Books we Trust: Jacob Morgan’s The Future of Work

Future of WorkJacob Morgan is the author of the newly released, The Future of Work: Attract New Talent, Build Better Leaders, and Create a Competitive Organization (Wiley). He is also the principal and co-founder of the future of work consulting firm Chess Media Group and the FOW Community, an invite only membership community dedicated to the future of work and collaboration.

I first met Jacob a few years ago before he started working on his book The Collaborative Organization, previously reviewed on this blog. Jacob has a new book coming out called, The Future of Work which promises to get readers to think differently about how they work, lead, and build their organizations. Most of us get that the world of work is changing but many of us still don’t realize why it’s changing, how exactly it’s changing, and what we need to do about it.

The book is very well-researched (I read it in manuscript) and has some great corporate stories. Its release date is today, September 2.

Charlie Green: Jacob, your previous book was endorsed and supported mainly by CIOs, CMOs, and folks that one could say lean more towards the IT or technical side of things. That’s quite a stark contrast to this book, where you’ve lined up impressive testimonials from CEOs and respected business leaders. How did you get these guys involved and why did you up the ante?

Jacob Morgan: Getting CEOs was challenging. I started the process quite early on, but the CEOs that endorsed this book (from companies like KPMG, SAP, Intuit, Whirlpool, and others) are all strong believers in changing how work gets done. They all their own initiatives along these lines. My previous book was also more geared towards a specific audience; mainly those who were running collaboration efforts or were interested in collaboration. It wasn’t a broad book that someone might see at the book store and say, “Ah, I need to read that.”

The Future of Work is much more appealing to a broader audience, I wanted to write something that was relevant to employees and managers alike. We all have or need jobs which means that we all need to be thinking about the future of work!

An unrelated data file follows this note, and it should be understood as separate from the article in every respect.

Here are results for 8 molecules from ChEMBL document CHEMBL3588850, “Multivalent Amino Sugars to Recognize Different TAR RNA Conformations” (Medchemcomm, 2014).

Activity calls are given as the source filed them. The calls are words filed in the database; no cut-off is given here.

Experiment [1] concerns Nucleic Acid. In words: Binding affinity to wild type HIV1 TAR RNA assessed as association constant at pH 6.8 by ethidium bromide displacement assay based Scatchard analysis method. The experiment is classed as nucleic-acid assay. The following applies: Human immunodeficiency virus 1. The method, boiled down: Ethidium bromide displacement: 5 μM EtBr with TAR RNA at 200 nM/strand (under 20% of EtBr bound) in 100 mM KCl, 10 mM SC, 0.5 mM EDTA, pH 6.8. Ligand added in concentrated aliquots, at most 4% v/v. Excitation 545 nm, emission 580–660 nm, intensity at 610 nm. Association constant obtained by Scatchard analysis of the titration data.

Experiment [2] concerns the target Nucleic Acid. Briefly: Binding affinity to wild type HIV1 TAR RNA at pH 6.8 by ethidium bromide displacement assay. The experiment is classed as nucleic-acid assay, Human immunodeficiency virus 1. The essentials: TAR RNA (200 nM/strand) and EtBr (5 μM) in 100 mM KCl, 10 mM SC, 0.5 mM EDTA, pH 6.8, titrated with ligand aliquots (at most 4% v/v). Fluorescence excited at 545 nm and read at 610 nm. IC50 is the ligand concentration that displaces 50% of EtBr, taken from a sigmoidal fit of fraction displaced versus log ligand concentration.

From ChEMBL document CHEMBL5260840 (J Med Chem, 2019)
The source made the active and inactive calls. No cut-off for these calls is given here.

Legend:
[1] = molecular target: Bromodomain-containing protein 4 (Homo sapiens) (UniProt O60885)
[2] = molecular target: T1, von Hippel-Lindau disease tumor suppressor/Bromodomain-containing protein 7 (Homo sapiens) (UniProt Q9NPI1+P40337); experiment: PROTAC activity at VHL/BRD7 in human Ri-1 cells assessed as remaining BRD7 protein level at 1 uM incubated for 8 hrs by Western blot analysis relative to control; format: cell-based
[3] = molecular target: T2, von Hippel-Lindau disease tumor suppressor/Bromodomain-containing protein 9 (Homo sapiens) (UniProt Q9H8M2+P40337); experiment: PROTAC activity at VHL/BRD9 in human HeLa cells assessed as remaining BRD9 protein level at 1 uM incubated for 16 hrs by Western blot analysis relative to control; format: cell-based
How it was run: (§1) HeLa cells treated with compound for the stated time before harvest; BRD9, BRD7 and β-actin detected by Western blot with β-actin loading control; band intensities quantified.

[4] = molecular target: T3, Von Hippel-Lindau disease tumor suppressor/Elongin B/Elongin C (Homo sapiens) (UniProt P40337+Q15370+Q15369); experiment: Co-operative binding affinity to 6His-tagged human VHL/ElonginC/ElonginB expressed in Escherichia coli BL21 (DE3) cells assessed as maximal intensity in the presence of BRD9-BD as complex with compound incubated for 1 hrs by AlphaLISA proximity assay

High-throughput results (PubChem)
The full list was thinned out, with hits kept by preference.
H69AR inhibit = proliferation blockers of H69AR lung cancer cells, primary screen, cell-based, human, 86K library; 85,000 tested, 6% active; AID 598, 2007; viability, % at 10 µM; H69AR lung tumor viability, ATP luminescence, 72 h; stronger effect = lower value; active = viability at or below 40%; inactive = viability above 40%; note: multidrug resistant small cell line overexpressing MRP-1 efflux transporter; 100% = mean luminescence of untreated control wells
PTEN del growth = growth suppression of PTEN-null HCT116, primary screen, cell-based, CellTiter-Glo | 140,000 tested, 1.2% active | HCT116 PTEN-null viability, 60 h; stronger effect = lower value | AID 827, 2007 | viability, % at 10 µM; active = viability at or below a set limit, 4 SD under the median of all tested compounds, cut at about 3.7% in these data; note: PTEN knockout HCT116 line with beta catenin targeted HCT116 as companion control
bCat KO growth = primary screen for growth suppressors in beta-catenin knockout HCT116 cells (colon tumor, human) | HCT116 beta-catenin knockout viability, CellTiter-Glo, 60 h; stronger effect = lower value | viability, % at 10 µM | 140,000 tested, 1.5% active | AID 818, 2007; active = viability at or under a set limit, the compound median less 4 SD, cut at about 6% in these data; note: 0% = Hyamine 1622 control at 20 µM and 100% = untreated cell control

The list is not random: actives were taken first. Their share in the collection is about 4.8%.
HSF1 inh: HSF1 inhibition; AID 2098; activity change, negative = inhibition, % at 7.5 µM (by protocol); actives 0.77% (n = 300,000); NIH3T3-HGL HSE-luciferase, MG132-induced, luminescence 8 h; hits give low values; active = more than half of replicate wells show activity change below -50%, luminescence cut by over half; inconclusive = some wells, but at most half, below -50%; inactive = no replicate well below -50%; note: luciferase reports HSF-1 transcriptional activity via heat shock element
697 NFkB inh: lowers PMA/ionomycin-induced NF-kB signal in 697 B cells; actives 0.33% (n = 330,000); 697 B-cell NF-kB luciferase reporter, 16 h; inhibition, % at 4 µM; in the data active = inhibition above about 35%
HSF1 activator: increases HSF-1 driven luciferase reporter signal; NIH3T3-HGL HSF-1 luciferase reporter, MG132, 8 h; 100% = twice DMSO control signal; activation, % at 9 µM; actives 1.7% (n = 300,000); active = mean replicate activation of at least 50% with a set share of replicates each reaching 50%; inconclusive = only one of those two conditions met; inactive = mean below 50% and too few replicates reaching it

CG: I’ve heard you say numerous times that “work as we know it is dead.” What exactly are you referring to? Clearly we still need to work.

JM: What I mean is that the common notions that employees are cogs, managers are slave-drivers, and that work is drudgery, are all dead. By the way, these are actual synonyms that you will find if you look up the words in a dictionary. We spend more time working than doing anything else in our lives so it’s about time that we start thinking differently about work.

CG: Well then, just what does the future of work actually look like?

JM: I get asked this question a lot. It obviously includes a LOT of different things. But broadly speaking on the employee side we will see things like flexible work, freelancing, decreased employee tenure, and a shift towards focusing more on projects and tasks vs career paths. For managers we will see greater use of collective intelligence, an acceptance of vulnerability in the workplace, and mindset change from “employees should serve managers” to “managers should serve employees.” Organizations will become more distributed, they will shift to the cloud, and will have to measure success by more than just profit.

CG: I’m sure some companies out there are thinking, “things are going fine for us, we’re making a ton of money, no need to do anything differently.” What would you say to do those companies?

JM: I don’t think those companies realize what they are talking about. What’s going on today is unique. It’s not just the fact that change is happening that’s important, it’s the fact that the rate of change is increasing. That means that being a late adopter is tantamount to being out of business.

There are five trends driving the changes we are seeing today: globalization, millennials, new behaviors, technology, and mobility. We’re also seeing a complete shift in who guides and dictates how work gets done. This used to be very top down but now employees are starting to drive the conversation. I always tell companies, “if your organization doesn’t think about and plan for the future of work, then your organization has no future.”